## Very Early MATH: SET 2 - COUNTING! How To Do It & What It Tells Us

**Warning!**

Kids who can count a group, "one – two – three," often think three names the last item counted, not the group's size. If this view persists, even the most basic arithmetic, like 1 + 2 = 3, won't make any sense. Unfortunately, this happens far too often because grownups tend to focus on teaching counting, and teaching counting alone doesn't also teach:

- The idea of a group,
- That numbers are used to tell us a group's size,
- That we count to tell a group's size, and
- How counting tells us a group's size (i.e., the Cardinal Principle—that the last number used when counting tells a group's size).

Books in SET 1 start with an ability children are born with—the ability to "see" and accurately quantify very small groups without counting (it's an important, often overlooked, math skill called "subitizing"). Then the books in SET 2 build and link ideas one by one, so a child comes to understand the key math ideas listed above, all of which are needed for a strong early math foundation.

**Why This Matters a Lot!**

Arithmetic simply won't make sense to a child who can "count," but who doesn't understand the idea of a group, that numbers tell us the size of a group, and how counting tells us a group's size. That child might think 1 + 2 = 3 means:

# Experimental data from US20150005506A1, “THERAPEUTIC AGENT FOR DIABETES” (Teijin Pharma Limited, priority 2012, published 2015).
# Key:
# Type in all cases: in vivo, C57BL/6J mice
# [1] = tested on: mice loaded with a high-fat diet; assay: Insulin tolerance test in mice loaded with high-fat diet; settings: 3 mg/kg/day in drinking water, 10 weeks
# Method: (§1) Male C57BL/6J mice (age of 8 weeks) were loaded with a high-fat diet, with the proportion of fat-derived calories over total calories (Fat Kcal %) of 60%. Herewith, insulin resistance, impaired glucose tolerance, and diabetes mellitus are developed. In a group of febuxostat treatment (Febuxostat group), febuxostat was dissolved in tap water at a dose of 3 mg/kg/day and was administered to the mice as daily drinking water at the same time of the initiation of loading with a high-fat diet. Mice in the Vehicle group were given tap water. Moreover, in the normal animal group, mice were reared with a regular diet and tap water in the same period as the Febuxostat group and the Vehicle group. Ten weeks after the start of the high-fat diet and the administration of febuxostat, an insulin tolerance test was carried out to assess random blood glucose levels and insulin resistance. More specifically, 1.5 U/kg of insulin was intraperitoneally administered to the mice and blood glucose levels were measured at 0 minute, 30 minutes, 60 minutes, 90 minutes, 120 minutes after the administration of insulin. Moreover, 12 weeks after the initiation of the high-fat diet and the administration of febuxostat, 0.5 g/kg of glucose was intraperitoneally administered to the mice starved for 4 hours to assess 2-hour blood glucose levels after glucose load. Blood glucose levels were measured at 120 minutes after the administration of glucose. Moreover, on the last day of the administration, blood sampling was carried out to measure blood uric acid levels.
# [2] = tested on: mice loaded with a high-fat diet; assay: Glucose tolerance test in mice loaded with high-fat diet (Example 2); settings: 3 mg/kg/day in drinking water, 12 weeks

- Something named "1" (because it happened to be counted first) combined with Something named "2" (because it happened to be counted second) becomes Something named "3?"
- This simply makes no sense! It's not what 1 + 2 = 3 means mathematically.

What does 1 + 2 = 3 mean mathematically? Here's an example of how it could be used: A group with 1 apple combined with a group with 2 apples equals a group with 3 apples.

- See how core (please excuse the pun when writing about apples) the idea of a "group" is to mathematics, even the most basic arithmetic?

Understanding the idea of a group and how counting tells us the size of a group is a nonnegotiable, critical foundation to math. A child who doesn't yet have this understanding may be able to memorize 1 + 2 = 3, for example, but will not understand what 1 + 2 = 3 means. It's a bit like knowing how to pronounce and spell "cat" and "dog" without understanding what they mean.

It turns out that many adults, caregivers, and early childhood educators assume a child understands the idea of a group and how counting tells us a group's size when the child, in fact, doesn't yet understand these ideas. And it turns out that many approaches we use to help a child learn these key ideas actually don't work as well as we think they do. So before you reach for a counting book, please check out and help your child master the ideas in **Very Early MATH: SET1 & SET 2**.